So no, Obama had an opportunity to lead the country. No, he wouldn't have been written up in the scriptural references of the woke. He would have been vilified for being a black conservative if he had done something like that. But the country needed a black conservative. Why bother electing a black man to the highest office in the land if when he gets there, he's going to perform the same shtick that any hustling political operative who claims to be representing black people would perform. I offer you the post-presidency of Barack Obama as evidence for the case that I'm making. Absolutely vapid.
Are you about to mention this 60th birthday party?
No. I don't have to mention it. Everybody knows he had Michelle are billionaires. Everybody knows it's all about Netflix deals and whatnot. Everybody knows where Martha's Vineyard is. Everybody knows how connected he is to the very people to whom he was appealing. “Our time has come”? Can't you remember those posters? Martin Luther King's photo here, Barack Hussein Obama's photo there, and the caption being, “He had a dream. Now the dream comes true.” I actually lived those years. I remember what that phony-ass campaign was about. So sorry, but that's how I feel. Okay. So now, you know, go ahead.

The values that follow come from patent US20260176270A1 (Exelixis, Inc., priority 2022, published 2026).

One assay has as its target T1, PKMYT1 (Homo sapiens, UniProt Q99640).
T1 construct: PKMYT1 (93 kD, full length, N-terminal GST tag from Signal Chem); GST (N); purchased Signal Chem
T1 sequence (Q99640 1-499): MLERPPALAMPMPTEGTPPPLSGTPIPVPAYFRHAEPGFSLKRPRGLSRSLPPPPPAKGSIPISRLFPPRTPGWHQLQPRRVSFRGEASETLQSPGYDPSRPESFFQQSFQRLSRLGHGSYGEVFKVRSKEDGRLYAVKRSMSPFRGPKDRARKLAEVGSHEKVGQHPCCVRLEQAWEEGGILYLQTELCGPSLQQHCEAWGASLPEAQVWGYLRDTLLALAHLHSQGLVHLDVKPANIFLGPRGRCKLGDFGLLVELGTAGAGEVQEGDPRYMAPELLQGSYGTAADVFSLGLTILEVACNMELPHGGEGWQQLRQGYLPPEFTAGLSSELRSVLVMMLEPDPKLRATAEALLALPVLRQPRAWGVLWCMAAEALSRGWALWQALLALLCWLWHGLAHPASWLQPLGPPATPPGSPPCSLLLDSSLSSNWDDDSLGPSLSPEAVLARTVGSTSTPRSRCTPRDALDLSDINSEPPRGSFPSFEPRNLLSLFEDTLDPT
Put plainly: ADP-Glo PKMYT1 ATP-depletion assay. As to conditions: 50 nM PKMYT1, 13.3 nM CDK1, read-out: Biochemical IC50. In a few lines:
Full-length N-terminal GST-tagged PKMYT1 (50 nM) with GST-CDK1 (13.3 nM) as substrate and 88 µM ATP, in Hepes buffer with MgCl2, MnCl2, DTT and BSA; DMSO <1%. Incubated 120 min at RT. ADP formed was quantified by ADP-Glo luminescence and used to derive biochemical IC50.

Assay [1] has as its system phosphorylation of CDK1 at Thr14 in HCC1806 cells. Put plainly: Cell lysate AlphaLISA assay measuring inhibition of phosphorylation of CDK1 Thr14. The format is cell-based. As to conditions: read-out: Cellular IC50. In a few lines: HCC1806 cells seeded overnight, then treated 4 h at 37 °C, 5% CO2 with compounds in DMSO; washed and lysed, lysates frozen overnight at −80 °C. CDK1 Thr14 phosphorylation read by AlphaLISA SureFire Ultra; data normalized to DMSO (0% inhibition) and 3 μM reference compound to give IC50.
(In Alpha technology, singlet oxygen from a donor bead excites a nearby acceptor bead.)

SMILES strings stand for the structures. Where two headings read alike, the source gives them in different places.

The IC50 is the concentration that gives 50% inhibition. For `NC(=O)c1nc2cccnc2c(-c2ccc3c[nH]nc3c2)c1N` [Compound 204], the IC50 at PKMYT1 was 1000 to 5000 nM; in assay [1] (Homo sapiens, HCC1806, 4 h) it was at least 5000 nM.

Now Glenn, this is a genuine question. You accurately sussed out that in me there's a little bit with Eric Adams of, I don't know if I would want him over to dinner. I hate to admit it. That's about 5% of it. Why do you hate Barack Hussein Obama so much?
Do you really think that he's a canny operator? Is that really the type of person he is? Isn't he a little sober for that? Isn't he a little bit the lawyer? Is he really that cynical?
If I come further along the line that I've already laid down for myself, I'm the only one that's going to get hurt by it. Barack Obama is untouchable. Nobody gives a damn what I say about him. In fact, your very question, which is not a refutation of the argument that I made, but rather an ad hominem reference, “Why are you saying these things about our great Barack Obama?”